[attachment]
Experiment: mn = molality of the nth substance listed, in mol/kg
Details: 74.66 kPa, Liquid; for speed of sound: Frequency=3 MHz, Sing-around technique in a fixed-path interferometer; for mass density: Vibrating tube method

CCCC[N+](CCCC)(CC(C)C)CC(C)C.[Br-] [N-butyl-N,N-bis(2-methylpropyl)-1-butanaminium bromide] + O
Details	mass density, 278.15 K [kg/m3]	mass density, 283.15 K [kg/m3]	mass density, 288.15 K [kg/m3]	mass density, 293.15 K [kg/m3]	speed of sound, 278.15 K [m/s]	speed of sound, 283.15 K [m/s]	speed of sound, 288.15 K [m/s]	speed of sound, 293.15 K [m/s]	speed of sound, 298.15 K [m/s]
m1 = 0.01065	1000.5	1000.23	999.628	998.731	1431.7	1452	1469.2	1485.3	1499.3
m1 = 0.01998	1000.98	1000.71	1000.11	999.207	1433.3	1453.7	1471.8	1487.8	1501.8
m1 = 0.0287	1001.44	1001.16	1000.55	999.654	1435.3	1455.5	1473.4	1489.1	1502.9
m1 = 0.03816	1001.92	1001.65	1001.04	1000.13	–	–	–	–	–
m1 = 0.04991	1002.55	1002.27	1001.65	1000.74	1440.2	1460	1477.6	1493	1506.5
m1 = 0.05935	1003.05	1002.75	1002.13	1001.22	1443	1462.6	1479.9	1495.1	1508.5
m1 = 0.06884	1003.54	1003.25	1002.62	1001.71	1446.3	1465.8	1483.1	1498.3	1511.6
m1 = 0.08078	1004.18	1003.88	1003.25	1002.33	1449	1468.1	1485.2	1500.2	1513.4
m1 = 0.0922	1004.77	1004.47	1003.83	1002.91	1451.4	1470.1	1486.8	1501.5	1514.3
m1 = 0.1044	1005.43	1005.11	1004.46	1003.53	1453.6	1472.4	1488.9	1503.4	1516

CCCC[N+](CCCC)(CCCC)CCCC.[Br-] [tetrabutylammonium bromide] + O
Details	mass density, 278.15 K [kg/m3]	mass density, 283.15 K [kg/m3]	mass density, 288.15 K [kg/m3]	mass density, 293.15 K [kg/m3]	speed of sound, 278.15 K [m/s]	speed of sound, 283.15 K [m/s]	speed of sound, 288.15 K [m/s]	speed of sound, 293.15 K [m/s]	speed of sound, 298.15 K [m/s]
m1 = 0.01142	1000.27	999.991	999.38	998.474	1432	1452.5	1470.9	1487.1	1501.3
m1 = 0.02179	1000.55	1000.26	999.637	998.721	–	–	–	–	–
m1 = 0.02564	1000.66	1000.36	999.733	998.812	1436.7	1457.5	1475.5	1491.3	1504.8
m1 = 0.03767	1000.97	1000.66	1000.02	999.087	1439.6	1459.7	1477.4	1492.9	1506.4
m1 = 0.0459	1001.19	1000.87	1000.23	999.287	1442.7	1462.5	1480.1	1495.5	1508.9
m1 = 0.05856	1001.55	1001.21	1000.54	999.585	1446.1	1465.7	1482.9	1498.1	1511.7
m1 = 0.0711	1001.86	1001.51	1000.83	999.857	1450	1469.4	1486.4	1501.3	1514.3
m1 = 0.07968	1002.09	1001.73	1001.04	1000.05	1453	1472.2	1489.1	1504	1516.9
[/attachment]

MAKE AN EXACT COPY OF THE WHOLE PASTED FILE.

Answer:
Experiment: mn = molality of the nth substance listed, in mol/kg
Details: 74.66 kPa, Liquid; for speed of sound: Frequency=3 MHz, Sing-around technique in a fixed-path interferometer; for mass density: Vibrating tube method

CCCC[N+](CCCC)(CC(C)C)CC(C)C.[Br-] [N-butyl-N,N-bis(2-methylpropyl)-1-butanaminium bromide] + O
Details	mass density, 278.15 K [kg/m3]	mass density, 283.15 K [kg/m3]	mass density, 288.15 K [kg/m3]	mass density, 293.15 K [kg/m3]	speed of sound, 278.15 K [m/s]	speed of sound, 283.15 K [m/s]	speed of sound, 288.15 K [m/s]	speed of sound, 293.15 K [m/s]	speed of sound, 298.15 K [m/s]
m1 = 0.01065	1000.5	1000.23	999.628	998.731	1431.7	1452	1469.2	1485.3	1499.3
m1 = 0.01998	1000.98	1000.71	1000.11	999.207	1433.3	1453.7	1471.8	1487.8	1501.8
m1 = 0.0287	1001.44	1001.16	1000.55	999.654	1435.3	1455.5	1473.4	1489.1	1502.9
m1 = 0.03816	1001.92	1001.65	1001.04	1000.13	–	–	–	–	–
m1 = 0.04991	1002.55	1002.27	1001.65	1000.74	1440.2	1460	1477.6	1493	1506.5
m1 = 0.05935	1003.05	1002.75	1002.13	1001.22	1443	1462.6	1479.9	1495.1	1508.5
m1 = 0.06884	1003.54	1003.25	1002.62	1001.71	1446.3	1465.8	1483.1	1498.3	1511.6
m1 = 0.08078	1004.18	1003.88	1003.25	1002.33	1449	1468.1	1485.2	1500.2	1513.4
m1 = 0.0922	1004.77	1004.47	1003.83	1002.91	1451.4	1470.1	1486.8	1501.5	1514.3
m1 = 0.1044	1005.43	1005.11	1004.46	1003.53	1453.6	1472.4	1488.9	1503.4	1516

CCCC[N+](CCCC)(CCCC)CCCC.[Br-] [tetrabutylammonium bromide] + O
Details	mass density, 278.15 K [kg/m3]	mass density, 283.15 K [kg/m3]	mass density, 288.15 K [kg/m3]	mass density, 293.15 K [kg/m3]	speed of sound, 278.15 K [m/s]	speed of sound, 283.15 K [m/s]	speed of sound, 288.15 K [m/s]	speed of sound, 293.15 K [m/s]	speed of sound, 298.15 K [m/s]
m1 = 0.01142	1000.27	999.991	999.38	998.474	1432	1452.5	1470.9	1487.1	1501.3
m1 = 0.02179	1000.55	1000.26	999.637	998.721	–	–	–	–	–
m1 = 0.02564	1000.66	1000.36	999.733	998.812	1436.7	1457.5	1475.5	1491.3	1504.8
m1 = 0.03767	1000.97	1000.66	1000.02	999.087	1439.6	1459.7	1477.4	1492.9	1506.4
m1 = 0.0459	1001.19	1000.87	1000.23	999.287	1442.7	1462.5	1480.1	1495.5	1508.9
m1 = 0.05856	1001.55	1001.21	1000.54	999.585	1446.1	1465.7	1482.9	1498.1	1511.7
m1 = 0.0711	1001.86	1001.51	1000.83	999.857	1450	1469.4	1486.4	1501.3	1514.3
m1 = 0.07968	1002.09	1001.73	1001.04	1000.05	1453	1472.2	1489.1	1504	1516.9